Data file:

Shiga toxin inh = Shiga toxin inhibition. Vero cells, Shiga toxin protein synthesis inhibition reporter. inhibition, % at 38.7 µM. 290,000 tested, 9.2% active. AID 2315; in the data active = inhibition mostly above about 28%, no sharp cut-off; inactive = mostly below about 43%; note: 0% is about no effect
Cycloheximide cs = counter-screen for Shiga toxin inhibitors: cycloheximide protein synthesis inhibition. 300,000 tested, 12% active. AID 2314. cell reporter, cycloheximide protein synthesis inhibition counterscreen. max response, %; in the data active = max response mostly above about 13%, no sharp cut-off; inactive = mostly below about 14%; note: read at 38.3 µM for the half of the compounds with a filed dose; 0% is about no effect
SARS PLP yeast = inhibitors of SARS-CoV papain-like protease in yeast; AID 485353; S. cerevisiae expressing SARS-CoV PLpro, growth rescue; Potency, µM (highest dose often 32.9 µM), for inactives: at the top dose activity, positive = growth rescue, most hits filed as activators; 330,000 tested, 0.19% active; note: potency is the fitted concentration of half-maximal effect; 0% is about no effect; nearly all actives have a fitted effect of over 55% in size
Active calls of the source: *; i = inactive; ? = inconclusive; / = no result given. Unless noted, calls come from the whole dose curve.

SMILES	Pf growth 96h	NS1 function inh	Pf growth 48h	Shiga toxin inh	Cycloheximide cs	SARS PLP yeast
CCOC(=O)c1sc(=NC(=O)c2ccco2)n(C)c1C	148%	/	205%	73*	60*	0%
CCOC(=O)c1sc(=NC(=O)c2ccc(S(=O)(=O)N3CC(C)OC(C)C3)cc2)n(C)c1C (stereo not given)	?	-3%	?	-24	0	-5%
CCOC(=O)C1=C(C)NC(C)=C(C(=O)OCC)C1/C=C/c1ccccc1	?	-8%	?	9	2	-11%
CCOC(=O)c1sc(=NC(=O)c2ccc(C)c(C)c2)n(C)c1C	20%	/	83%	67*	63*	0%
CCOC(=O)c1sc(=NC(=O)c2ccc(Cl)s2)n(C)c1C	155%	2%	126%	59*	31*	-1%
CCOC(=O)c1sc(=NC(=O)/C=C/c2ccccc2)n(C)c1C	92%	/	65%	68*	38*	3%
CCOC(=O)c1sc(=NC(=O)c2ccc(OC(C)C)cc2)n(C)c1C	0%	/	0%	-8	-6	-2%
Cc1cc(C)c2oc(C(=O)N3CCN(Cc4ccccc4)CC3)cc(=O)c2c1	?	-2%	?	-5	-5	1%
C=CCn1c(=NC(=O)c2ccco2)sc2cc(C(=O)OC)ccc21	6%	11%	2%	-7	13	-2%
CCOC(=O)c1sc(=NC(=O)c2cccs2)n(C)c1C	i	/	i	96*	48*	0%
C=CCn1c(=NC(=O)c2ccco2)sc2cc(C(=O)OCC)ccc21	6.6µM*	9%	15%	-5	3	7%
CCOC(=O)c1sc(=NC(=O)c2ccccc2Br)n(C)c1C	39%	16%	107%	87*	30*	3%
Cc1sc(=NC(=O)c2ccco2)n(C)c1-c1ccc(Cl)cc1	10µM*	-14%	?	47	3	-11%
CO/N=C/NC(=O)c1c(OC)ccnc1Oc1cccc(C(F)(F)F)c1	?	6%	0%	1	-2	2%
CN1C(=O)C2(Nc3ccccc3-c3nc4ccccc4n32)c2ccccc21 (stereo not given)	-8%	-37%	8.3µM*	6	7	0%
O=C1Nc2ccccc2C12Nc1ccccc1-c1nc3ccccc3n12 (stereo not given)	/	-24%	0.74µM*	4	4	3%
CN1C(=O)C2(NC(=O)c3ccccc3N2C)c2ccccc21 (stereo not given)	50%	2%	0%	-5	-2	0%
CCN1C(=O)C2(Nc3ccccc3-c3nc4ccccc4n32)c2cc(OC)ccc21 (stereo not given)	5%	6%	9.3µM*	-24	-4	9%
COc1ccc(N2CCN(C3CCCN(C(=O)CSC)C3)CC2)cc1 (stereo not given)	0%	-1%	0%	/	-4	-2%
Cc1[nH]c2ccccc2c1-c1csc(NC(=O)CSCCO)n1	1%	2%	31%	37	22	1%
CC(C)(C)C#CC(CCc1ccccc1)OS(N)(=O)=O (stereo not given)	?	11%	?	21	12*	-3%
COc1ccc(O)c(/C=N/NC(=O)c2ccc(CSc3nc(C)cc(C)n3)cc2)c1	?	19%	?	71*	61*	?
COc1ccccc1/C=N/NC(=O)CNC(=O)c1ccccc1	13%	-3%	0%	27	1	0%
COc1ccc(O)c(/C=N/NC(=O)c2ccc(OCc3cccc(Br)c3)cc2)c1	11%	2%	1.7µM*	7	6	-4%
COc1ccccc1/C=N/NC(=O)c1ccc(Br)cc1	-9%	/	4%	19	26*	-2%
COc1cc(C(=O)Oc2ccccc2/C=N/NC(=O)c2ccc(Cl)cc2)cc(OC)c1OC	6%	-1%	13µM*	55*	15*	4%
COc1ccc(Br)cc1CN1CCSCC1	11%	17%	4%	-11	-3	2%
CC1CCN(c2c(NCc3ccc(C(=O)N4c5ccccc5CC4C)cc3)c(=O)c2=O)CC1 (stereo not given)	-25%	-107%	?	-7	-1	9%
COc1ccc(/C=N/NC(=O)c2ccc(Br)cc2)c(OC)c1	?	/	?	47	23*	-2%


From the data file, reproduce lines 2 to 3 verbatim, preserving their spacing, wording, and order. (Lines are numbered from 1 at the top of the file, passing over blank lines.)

Cycloheximide cs = counter-screen for Shiga toxin inhibitors: cycloheximide protein synthesis inhibition. 300,000 tested, 12% active. AID 2314. cell reporter, cycloheximide protein synthesis inhibition counterscreen. max response, %; in the data active = max response mostly above about 13%, no sharp cut-off; inactive = mostly below about 14%; note: read at 38.3 µM for the half of the compounds with a filed dose; 0% is about no effect
SARS PLP yeast = inhibitors of SARS-CoV papain-like protease in yeast; AID 485353; S. cerevisiae expressing SARS-CoV PLpro, growth rescue; Potency, µM (highest dose often 32.9 µM), for inactives: at the top dose activity, positive = growth rescue, most hits filed as activators; 330,000 tested, 0.19% active; note: potency is the fitted concentration of half-maximal effect; 0% is about no effect; nearly all actives have a fitted effect of over 55% in size